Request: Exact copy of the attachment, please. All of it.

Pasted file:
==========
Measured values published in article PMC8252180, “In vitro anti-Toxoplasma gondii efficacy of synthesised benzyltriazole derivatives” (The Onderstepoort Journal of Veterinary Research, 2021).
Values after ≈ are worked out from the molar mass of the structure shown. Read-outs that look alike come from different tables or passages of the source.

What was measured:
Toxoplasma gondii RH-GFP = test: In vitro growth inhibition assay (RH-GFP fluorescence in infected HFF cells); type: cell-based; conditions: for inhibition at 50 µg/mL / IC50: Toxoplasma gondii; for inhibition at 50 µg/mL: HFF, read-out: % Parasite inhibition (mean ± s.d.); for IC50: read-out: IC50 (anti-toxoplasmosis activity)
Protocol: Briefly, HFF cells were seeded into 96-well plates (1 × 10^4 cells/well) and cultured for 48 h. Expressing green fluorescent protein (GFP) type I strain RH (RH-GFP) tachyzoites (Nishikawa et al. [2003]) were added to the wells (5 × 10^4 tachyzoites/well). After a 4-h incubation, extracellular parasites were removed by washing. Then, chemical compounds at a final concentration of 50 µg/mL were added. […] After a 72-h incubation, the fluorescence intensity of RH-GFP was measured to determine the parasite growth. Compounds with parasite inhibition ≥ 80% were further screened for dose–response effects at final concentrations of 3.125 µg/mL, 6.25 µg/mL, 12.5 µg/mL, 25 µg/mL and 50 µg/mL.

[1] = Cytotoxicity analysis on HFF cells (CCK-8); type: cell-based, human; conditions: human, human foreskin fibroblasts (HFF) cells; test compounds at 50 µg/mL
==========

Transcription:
Measured values published in article PMC8252180, “In vitro anti-Toxoplasma gondii efficacy of synthesised benzyltriazole derivatives” (The Onderstepoort Journal of Veterinary Research, 2021).
Values after ≈ are worked out from the molar mass of the structure shown. Read-outs that look alike come from different tables or passages of the source.

What was measured:
Toxoplasma gondii RH-GFP = test: In vitro growth inhibition assay (RH-GFP fluorescence in infected HFF cells); type: cell-based; conditions: for inhibition at 50 µg/mL / IC50: Toxoplasma gondii; for inhibition at 50 µg/mL: HFF, read-out: % Parasite inhibition (mean ± s.d.); for IC50: read-out: IC50 (anti-toxoplasmosis activity)
Protocol: Briefly, HFF cells were seeded into 96-well plates (1 × 10^4 cells/well) and cultured for 48 h. Expressing green fluorescent protein (GFP) type I strain RH (RH-GFP) tachyzoites (Nishikawa et al. [2003]) were added to the wells (5 × 10^4 tachyzoites/well). After a 4-h incubation, extracellular parasites were removed by washing. Then, chemical compounds at a final concentration of 50 µg/mL were added. […] After a 72-h incubation, the fluorescence intensity of RH-GFP was measured to determine the parasite growth. Compounds with parasite inhibition ≥ 80% were further screened for dose–response effects at final concentrations of 3.125 µg/mL, 6.25 µg/mL, 12.5 µg/mL, 25 µg/mL and 50 µg/mL.

[1] = Cytotoxicity analysis on HFF cells (CCK-8); type: cell-based, human; conditions: human, human foreskin fibroblasts (HFF) cells; test compounds at 50 µg/mL